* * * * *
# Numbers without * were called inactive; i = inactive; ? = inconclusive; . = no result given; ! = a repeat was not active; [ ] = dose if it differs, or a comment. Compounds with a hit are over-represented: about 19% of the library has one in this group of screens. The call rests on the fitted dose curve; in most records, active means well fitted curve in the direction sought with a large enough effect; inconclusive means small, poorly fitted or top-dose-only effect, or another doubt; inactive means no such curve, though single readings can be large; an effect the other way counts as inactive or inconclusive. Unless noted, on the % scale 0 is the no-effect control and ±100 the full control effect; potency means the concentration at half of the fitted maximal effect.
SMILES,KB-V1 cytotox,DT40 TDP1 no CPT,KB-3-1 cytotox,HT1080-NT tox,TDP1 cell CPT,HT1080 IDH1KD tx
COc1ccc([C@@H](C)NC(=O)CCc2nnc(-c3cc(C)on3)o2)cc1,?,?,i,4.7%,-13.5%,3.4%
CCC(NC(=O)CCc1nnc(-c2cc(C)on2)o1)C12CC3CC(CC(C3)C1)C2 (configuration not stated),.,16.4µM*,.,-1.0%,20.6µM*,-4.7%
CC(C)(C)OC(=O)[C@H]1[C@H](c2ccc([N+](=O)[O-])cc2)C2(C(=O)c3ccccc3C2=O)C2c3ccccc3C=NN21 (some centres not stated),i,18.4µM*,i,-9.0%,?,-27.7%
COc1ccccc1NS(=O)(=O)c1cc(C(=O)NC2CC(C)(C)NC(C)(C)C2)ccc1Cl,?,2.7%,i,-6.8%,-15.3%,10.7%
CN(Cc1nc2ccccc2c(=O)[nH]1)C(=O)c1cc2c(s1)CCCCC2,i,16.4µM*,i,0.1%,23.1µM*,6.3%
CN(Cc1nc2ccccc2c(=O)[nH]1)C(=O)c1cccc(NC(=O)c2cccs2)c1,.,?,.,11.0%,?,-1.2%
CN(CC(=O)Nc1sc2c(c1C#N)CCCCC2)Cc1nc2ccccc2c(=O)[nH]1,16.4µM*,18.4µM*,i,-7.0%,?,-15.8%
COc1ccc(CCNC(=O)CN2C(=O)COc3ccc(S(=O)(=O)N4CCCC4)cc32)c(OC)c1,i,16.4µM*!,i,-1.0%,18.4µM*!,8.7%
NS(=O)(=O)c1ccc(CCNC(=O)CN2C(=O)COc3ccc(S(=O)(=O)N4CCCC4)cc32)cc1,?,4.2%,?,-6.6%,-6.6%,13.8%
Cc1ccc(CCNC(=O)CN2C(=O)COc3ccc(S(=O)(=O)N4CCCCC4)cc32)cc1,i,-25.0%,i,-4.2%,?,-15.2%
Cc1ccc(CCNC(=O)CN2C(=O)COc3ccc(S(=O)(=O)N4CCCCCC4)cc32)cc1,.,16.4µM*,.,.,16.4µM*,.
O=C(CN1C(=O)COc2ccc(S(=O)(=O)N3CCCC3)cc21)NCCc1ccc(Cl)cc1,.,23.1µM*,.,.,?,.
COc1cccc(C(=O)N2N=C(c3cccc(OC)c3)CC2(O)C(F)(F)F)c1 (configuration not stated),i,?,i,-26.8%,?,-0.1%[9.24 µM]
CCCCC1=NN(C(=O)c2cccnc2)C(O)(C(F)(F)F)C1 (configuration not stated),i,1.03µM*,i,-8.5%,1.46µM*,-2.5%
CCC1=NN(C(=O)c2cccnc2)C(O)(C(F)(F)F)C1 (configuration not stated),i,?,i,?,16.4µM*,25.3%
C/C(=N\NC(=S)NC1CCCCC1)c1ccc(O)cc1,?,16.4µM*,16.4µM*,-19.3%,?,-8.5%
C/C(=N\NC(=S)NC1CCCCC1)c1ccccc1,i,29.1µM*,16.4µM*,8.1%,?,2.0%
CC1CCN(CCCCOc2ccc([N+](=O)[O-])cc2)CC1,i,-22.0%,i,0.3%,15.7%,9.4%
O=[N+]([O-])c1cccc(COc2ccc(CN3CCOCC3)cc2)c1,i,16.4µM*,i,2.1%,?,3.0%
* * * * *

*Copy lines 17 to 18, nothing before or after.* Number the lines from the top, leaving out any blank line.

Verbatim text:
CCC1=NN(C(=O)c2cccnc2)C(O)(C(F)(F)F)C1 (configuration not stated),i,?,i,?,16.4µM*,25.3%
C/C(=N\NC(=S)NC1CCCCC1)c1ccc(O)cc1,?,16.4µM*,16.4µM*,-19.3%,?,-8.5%